The Fed is useful in times of panic as a kind of overseeing clearinghouse, i.e. when it can influence the day-to-day machinery of banking operations and issue temporary emergency credit to avoid useless trauma to the system. However beyond that, the Fed is helpless--indeed harmful--when, in addressing its government-appointed mission, it attempts to influence the business cycle, employment, prices, and the general economy.
Why are their attempts so futile? There are several well-known but forgotten reasons.
1. Their methodology is in direct conflict with their mission. They act upon statistics, and statistics by nature are a molasses-in-winter, after-the-fact phenomenon, whereas their idea of management of the economy requires preemptive measures.
2. Their powers of intervention are in direct conflict with the mission of all market players. As Hayek said in The Road to Serfdom, "If the individuals are to be able to use their knowledge effectively in making plans, they must be able to predict actions of the state which may affect their plans." This implies that any arbitrary or unpredictable actions on the part of the Fed throw a wrench into the plans of those whose goal is to succeed within the "invisible hand" marketplace. If everyone has one eye on the profit line and the other on the Fed, obviously they are focusing only half of their attention where it should be; and they must include in their plans sufficient reserves to cover the unpredictability of the Fed's actions. Surely this is an expensive and unnecessary handicap.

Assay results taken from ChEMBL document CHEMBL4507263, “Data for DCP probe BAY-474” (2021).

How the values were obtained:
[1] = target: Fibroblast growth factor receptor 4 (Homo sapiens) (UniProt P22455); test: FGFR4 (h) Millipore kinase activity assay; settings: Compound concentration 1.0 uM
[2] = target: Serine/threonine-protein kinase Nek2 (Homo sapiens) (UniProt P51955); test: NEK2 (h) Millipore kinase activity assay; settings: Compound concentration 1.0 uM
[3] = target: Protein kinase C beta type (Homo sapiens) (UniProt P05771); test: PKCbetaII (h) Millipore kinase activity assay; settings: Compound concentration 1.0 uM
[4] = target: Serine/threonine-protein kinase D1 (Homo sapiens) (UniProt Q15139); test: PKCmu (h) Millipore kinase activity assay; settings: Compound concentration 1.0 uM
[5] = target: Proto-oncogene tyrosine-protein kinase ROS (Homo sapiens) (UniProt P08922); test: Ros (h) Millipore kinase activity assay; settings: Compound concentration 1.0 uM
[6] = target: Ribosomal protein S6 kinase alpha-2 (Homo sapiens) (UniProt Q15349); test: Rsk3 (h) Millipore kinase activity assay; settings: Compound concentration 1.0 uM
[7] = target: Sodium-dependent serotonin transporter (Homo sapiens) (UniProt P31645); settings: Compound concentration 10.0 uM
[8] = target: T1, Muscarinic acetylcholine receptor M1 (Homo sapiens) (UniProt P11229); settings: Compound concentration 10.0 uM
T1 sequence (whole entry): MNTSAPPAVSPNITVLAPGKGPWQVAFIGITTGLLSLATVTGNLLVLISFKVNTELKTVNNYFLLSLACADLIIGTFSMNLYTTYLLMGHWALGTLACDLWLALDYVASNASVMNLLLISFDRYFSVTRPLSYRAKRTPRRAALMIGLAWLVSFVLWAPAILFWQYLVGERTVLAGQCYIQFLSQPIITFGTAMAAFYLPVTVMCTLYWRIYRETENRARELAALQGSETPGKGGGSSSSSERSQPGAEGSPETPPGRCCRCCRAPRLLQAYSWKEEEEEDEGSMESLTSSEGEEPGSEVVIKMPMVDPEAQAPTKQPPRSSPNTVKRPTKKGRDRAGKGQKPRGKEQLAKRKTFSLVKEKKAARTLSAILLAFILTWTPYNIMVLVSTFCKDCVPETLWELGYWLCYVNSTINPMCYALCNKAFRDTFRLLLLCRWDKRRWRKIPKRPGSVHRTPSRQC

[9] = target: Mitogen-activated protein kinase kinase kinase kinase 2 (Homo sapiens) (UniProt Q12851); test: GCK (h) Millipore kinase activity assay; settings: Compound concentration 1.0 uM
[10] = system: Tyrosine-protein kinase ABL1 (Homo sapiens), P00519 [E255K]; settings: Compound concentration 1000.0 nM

3. The Fed's interference in the marketplace creates a whole new profession: That of outguessing the Fed. Every bank and financial institution in the world, and even some whole companies, are devoted to analyzing global markets as they gyrate around central bank intervention.
4. Fed interference creates imbalances in business cycles that encourage otherwise useful market players to become reckless and spendthrift. Hedge funds, credit derivatives, and those bank departments that trade in them have created the problems we are experiencing today, based on the latest ballooning of credit made available by the world's central bankers in 2001. Thus the Fed, with the collaboration of these risk-players, is directly responsible for the euphoria of today's boom/bust situation.
5. Fed interference creates moral hazard. It is reliance upon the Fed's capacity to bail out financial crises--powers well over and above their clearinghouse duties--that encourages risk-takers to assume too much risk at the expense of the taxpayers.
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Why has everyone forgotten these self-evident characteristics of centralized monetary control? [Sigh]
So if we're looking for someone to hang, let's look at ourselves. We are the ones responsible for centralizing our government and allowing legislators to create and empower a Federal Reserve in the first place. Let the taxpayers pay for this one; but let them also rise up in anger against the central banks to prevent another such credit cycle.